Relocating from outside the United States (U.S.) to Maryland
Relocating from outside the United States to Maryland: International Relocation to Maryland from another country poses some unique challenges that are outlined below. Skip this section if your relocation is within the United States. Otherwise, consider the following:
Should We Rent or Buy?
What are the tax consequences specific to us?
Who do we consult with about taxes?
What are the legal considerations about owning property in the U.S?
Do we need to consult an attorney?
Which local attorney handles these matters?
What would be the cost of legal advice?
What about the cost of living in the U.S?
Should we ship your household goods or sell them and purchase new in the U.S?
What is the cost of purchasing a used automobile?
What are the costs associated with operating a vehicle in the U.S?
How does a grocery list from your home country, translated from kilos to pounds for example, compare in price and factoring in exchange rates?
What do appliances cost in U.S. dollars?
Will my family be happy in this community?
Look at schools within the community to see how the children would fit in with existing curriculum and school environment.
Visit schools and talk with faculty and administrators.
What about timing your move? Do you need a short term rental? Should you send your family ahead or will you precede them and they will follow?
How long will it take to process your work Visa and how will your relocation schedule would fit with that timetable.
Money Exchange. Current money exchange information is available at this website.
Your Realtor delivers the Offer to Purchase to the Seller's real estate agent or the Seller in the case of HUD, VA or a For Sale By Owner (FSBO) and coordinates the negotiation with and on behalf of the Buyer.
Counter-offers made by the Seller may be returned to you if your offer was not exactly what the Seller wanted. Remember, the Seller is probably a nice person but use your Realtor to do your negotiating. If you are not skilled innegotiating an offer to purchase, you may give away money and/or concessions that you might not have had to if only you had let your Buyer's Agent do the negotiating. If you get a counter-offer, review the counter-offer and accept it, counter their counter-offer or reject it and look for another home.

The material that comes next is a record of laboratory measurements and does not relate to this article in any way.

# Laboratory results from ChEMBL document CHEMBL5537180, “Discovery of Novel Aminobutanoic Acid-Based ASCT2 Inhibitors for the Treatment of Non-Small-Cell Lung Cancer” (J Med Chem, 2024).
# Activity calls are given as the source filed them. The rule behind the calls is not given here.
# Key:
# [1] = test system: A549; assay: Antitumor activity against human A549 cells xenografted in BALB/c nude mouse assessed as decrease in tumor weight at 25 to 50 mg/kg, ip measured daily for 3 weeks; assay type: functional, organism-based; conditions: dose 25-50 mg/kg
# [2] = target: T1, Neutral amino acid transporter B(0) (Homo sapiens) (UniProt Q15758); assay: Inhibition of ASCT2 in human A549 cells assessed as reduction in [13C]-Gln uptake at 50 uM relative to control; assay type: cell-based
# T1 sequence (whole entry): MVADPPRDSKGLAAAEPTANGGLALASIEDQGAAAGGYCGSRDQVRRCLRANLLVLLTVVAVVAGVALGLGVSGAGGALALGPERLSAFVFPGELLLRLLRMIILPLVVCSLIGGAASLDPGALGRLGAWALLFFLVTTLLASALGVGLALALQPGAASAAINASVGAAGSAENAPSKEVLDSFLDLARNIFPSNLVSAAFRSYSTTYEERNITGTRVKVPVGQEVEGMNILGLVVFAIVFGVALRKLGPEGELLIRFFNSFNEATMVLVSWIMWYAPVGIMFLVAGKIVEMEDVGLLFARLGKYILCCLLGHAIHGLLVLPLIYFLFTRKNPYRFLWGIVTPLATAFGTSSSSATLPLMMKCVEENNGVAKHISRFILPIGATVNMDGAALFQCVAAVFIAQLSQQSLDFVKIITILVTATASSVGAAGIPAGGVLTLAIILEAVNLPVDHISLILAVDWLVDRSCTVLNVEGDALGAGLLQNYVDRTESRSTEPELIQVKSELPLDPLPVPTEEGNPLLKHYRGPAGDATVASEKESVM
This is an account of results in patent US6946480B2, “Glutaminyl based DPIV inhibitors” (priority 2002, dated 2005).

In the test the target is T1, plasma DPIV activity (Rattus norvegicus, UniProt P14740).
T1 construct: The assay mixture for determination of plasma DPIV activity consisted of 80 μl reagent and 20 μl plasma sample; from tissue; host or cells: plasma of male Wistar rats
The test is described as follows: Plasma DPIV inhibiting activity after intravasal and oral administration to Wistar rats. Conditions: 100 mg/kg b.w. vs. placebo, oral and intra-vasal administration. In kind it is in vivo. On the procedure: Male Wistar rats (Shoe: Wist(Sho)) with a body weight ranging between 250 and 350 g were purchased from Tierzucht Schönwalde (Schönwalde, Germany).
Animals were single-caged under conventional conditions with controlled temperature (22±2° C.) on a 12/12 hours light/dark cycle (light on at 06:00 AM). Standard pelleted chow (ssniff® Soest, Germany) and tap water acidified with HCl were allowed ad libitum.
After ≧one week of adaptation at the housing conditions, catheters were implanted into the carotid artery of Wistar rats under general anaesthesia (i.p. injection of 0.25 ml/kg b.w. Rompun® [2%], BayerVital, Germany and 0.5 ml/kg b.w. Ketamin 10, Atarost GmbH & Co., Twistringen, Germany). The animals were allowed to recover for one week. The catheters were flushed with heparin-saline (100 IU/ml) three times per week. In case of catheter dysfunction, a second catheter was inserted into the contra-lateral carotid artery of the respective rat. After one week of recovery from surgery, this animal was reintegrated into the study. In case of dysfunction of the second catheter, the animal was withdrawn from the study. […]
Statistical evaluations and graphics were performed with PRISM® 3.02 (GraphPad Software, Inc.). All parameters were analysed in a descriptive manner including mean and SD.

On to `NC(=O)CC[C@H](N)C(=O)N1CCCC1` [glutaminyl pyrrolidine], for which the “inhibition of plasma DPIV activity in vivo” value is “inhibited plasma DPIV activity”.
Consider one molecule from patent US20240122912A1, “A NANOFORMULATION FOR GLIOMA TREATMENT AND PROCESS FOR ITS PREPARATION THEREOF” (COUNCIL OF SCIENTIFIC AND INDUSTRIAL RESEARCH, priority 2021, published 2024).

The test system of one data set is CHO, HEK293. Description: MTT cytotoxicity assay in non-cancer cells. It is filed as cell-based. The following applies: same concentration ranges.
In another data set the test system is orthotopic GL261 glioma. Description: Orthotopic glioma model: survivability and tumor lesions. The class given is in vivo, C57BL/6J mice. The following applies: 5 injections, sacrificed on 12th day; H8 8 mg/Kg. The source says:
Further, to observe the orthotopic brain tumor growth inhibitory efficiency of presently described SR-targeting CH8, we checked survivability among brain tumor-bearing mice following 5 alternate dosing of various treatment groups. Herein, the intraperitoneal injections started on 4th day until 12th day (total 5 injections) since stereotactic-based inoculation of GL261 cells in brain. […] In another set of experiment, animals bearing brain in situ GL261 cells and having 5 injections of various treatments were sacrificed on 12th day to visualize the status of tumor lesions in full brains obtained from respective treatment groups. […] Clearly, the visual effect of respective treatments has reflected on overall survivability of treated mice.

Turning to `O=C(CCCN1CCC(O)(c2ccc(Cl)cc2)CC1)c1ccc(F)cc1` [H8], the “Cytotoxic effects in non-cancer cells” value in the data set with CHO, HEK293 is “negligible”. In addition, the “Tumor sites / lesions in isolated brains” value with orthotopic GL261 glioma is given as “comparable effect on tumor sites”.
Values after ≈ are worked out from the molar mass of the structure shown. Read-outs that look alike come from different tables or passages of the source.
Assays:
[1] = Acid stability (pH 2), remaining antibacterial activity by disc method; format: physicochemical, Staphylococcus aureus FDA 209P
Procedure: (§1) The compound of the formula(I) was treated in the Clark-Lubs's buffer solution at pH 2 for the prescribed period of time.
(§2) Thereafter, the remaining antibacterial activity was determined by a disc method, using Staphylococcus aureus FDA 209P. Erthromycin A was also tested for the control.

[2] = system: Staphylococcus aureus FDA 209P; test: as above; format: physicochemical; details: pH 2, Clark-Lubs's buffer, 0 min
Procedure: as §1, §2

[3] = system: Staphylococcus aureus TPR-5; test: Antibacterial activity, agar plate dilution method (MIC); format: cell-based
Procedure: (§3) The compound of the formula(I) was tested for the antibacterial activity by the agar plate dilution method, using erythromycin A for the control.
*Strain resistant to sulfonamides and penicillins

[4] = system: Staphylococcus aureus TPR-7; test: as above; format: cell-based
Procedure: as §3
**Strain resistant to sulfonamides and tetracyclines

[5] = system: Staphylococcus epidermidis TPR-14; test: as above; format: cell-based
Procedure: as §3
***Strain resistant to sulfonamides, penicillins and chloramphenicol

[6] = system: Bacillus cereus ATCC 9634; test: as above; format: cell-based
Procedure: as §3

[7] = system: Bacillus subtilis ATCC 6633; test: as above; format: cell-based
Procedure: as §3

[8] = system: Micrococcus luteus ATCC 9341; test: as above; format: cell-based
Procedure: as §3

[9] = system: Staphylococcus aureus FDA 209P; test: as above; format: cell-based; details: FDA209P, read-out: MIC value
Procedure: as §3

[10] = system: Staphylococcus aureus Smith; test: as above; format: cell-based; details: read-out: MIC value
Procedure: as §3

The Realtor will deliver copies of the ratified contract to the Home Buyer, the Buyer's lender and title company that had been selected earlier.
The Home Buyer makes loan application with their selected lender, ensuring that the lender understands the financial game plan, the contingency(ies) used in the contract and pays the lender's fees for an appraisal and full mortgage credit report.
The Realtor, if asked by the Buyer, will schedule all of the appointments on the Home Buyer's behalf with the selected home inspector, pest inspection vendors and any other inspectors desired by Buyer.
The Buyer's Agent will meet with the Home Buyer at the property to conduct the inspections.
The Home Buyer will coordinate with the selected insurance agent to obtain a home owner's home insurance policy for coverage required by the Home Buyer's lender no later than 10 days prior to closing.
The Realtor shall conduct a walkthrough of the home with the Buyer on the day before or the day of settlement ensuring that the home is in the same condition as when originally contracted. Unrepaired damage in the home sustained in the moving process by the Seller or from other causes can be an issue requiring further negotiation. Ensure that all the appliances are still working and that everything is in order as expected.
The Home Buyer will be required to obtain a check for certified funds or cashier's check for the balance of funds required for closing. The personal check for any funds owed by the Home Buyer at settlement will not usually be accepted by the settlement agent.
The Buyer's Agent, Buyer, Seller and Seller's Realtor shall attend Settlement: This is the final step. All fees are calculated, accounts adjusted and credit/debits documented on the Housing and Urban Development Settlement Sheet also known as the"HUD-1." All invoices from the different vendors, the lender and title company are signed and officially executed. The outstanding balance of funds as "Cash Due From Buyer" is to be paid by the Home Buyer at closing. The title company shall refund any monies due the Home Buyer should the Home Buyer provides an amount greater than that owed.
Final Thought: Always remember that the Contract of Sale is the written document which expresses the "meeting of the minds" between the Home Buyer and the Seller. If you are not sure about any phase of the process ask your Realtor. Your Realtor is your guide, source of knowledge and expertise whose sole purpose is to make your home buying experience as comfortable, knowledgeable and enriching as possible as you progress through what should be a wonderful experience in your life. GOOD LUCK!!